HGTV Green Home 2012: Living Room Pictures

Pops of green and significant furnishings and accessories stand out against a neutral palette.

To promote a feeling of unity between the courtyard and the living room, interior designer Linda Woodrum chose a neutral, controlled palette. Furnishings, though captivating, do not distract from the view.

To differentiate living from dining room, walls are clad in poplar wood — a significant yet subtle detail. \"It's the most important room in the house, but we have to do it in a really understated way,\" says Linda.

A polished chrome starburst sculpture from the C. Jeré studio pops against a weathered wood tabletop. \"I like how it pulls the eye to the table — it's strong, shiny, unusual, bold, big and interesting,\" says Linda.

Refined, neutral furnishings gracefully pair with both rustic and industrial fixtures.

The sculptural quality of a vintage spool-style table lends interest as well as an additional layer of texture.

An oversized fern rests atop a 60-inch square tapered column, reclaimed from the porch of a Craftsman-style bungalow. \"We needed something interesting and wonderful in those corners to make a statement,\" says Linda. \"They also flank our 'theater' as you look outside.\"

A trio of extension arm lamps shines a spotlight on the living room's contemporary sofa, upholstered in a neutral, eco-friendly fabric.

Artwork discovered during a shopping excursion with house planner Jack Thomasson provides the room's needed pop and drama. The portrait makes reference to Serenbe as a premier cyclists' destination.

Side chairs lend architectural interest and offer an intriguing view from the kitchen. \"Those chairs are gorgeous from the back,\" says Linda. \"The gray wood treatment is perfect — it's that little bit of dark that helped pop that room.\"

Lime-green designer pillows provide a soft envelope. \"Sometimes when you have a really great intense pop of color you don't have to go too far,\" says Linda.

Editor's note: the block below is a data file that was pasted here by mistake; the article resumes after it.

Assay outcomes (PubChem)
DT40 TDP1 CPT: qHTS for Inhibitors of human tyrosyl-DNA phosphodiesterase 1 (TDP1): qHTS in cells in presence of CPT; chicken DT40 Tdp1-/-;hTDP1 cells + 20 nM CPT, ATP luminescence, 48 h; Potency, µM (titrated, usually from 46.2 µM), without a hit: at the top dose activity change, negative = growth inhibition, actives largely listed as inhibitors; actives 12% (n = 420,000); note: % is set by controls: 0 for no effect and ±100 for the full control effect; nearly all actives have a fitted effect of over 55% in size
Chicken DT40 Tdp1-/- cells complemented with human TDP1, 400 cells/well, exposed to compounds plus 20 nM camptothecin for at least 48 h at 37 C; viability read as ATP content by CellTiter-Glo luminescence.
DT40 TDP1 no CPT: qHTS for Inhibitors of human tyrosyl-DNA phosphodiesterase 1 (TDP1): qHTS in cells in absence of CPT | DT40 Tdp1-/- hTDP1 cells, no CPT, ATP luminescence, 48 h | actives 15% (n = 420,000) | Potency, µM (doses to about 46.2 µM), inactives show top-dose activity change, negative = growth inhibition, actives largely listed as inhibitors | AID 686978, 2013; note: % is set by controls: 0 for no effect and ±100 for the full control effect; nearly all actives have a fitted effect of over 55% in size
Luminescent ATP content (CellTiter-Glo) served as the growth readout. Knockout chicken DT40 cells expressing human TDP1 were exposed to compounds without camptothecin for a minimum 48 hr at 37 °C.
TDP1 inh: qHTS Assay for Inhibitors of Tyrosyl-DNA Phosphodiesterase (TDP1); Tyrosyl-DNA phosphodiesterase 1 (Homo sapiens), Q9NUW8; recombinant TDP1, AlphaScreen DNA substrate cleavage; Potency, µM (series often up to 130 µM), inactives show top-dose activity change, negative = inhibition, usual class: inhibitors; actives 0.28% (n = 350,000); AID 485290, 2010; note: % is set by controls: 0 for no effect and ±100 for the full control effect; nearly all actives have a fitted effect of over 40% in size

The room's centerpiece, a half peck of Bartlett pears, continues the room's subtle color story.

The dark, musky color of a recycled paper knapsack stands in contrast to the tabletop's starburst sculpture.

A wall of glass connects the living room to the courtyard. Custom-crafted drapes frame the dramatic view. \"There's something wonderfully dramatic about drapes that are two stories high,\" says Linda.

The room's 8-foot mirror, framed in rough-sawn heart pine, resembles a picture book cover.

Modified sconces complete the room design. \"I would have loved to find something huge and funky and kind of sloppy, but we didn't,\" says Linda. \"So we found those and carpenter David Brown cut down an 11x1 board, painted it and mounted the sconces on the board. It gave them the weight and the scale we needed for the room.\"

So as not to block views from the kitchen, the dining room's host and hostess chairs were relocated to the living room where they carve out a seating area.

Old fencing material, reclaimed from a property along the May River in Bluffton, S.C., finds new life as a mirror frame. The precious heart pine showcases a natural patina, the result of more than 40 years of exposure to salt air, moisture and sunshine.

Linda gilded the space with elegant appointments, including a super-soft acrylic throw, down-filled designer pillows and a potted Dendrobium orchid.

Linen upholstery and nailhead trim lend rusticity to classic wingback chairs.

Eco-friendly area rugs anchor spaces on the main floor and create transitions from one room to the next. Buttery shades pop against engineered hickory wood flooring.

With easy access to two courtyards, the living room stands, along with the gourmet kitchen, as the home's heart and social center.

Advertisement will not be printed